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Adventure Time: “BMO Noire”

Illustration for article titled iAdventure Time/i: “BMO Noire”
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“BMO Noire.” The title alone is enough to make an Adventure Time fan salivate, and this episode delivers on all the ultra-adorable crime noir hilarity that its title suggests. BMO isn’t just one of the cutest characters on this show; he’s easily one of the cutest characters on television, and casting him as a hard-boiled private investigator is one of the best moves in a season of delightful creative decisions. The episode begins with BMO sitting alone, playing a videogame with himself, an image of loneliness that informs the wackiness that follows. When Finn can’t find his sock, BMO is on the case, unplugging his joystick and stepping on it like a cigarette. The episode switches to black-and-white as the sound of a cigarette going out is heard, signifying BMO’s switch into full-on detective mode.

This episode’s title card is a frayed pulp novel cover showing a detective, a femme fatale, and a weaselly bad guy against a 1940s backdrop. It’s probably the book that influenced BMO to create a crime noir fantasy within the treehouse, and his approximations of the pulp’s language and tone are where most of this episode’s humor comes from. “It looked like a tough case to crack,” BMO says after unplugging his joystick, “but I hate to see good friends fight. So I decide to take the case.” That case leads him to the treacherous mouse Ronnie, thieving remote control Bebe, and the chicken that is as beautiful as she is deceitful: Lorraine.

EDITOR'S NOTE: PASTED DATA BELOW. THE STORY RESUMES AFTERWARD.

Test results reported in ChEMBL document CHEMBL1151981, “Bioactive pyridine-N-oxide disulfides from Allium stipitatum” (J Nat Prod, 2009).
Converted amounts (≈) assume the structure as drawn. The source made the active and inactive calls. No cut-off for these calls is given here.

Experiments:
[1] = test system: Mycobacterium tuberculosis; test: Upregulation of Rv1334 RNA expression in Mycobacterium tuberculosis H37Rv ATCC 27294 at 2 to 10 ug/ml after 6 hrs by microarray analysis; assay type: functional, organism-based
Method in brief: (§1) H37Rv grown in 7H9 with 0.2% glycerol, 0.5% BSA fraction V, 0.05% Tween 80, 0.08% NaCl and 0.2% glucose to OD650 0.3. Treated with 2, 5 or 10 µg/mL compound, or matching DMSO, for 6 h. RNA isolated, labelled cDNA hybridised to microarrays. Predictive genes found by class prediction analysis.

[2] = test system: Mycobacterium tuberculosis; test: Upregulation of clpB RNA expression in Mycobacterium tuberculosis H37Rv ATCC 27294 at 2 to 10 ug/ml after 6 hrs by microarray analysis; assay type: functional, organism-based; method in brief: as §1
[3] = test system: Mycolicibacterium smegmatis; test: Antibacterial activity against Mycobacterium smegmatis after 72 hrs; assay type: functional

As we saw in “Five Short Graybles,” BMO is intensely lonely, but he simply creates things to keep him company. BMO is essentially a child living in an imaginary world, and because he’s a video game system, the lines between fiction and reality are especially blurred. Entire worlds exist within BMO when someone is playing a videogame, which makes it easy for him to transform ordinary reality into something more suspenseful and dramatic. None of BMO’s suspects can speak, but his internal speaker gives them voices, albeit ones that are just slightly modified versions of BMO’s. Niki Yang is a superstar this episode, providing the voices for BMO et al, and the character’s stilted speech pattern turns stylized dialogue like “Me and Lorraine are… dinosaur bones” into a hilarious punchline.

This episode completely commits to its detective noir concept, from the black-and-white visuals to the jazzy score and gruff voiceover narration. The music in “BMO Noire” is especially evocative, combining jazz horns and woodwinds with electronic sounds for compositions that are retro while still retaining Adventure Time’s signature audio style. The music adds a certain coolness to the story, and BMO has never looked more suave than when he’s chasing a rat across the living room while underscored by a flurry of percussion and horns.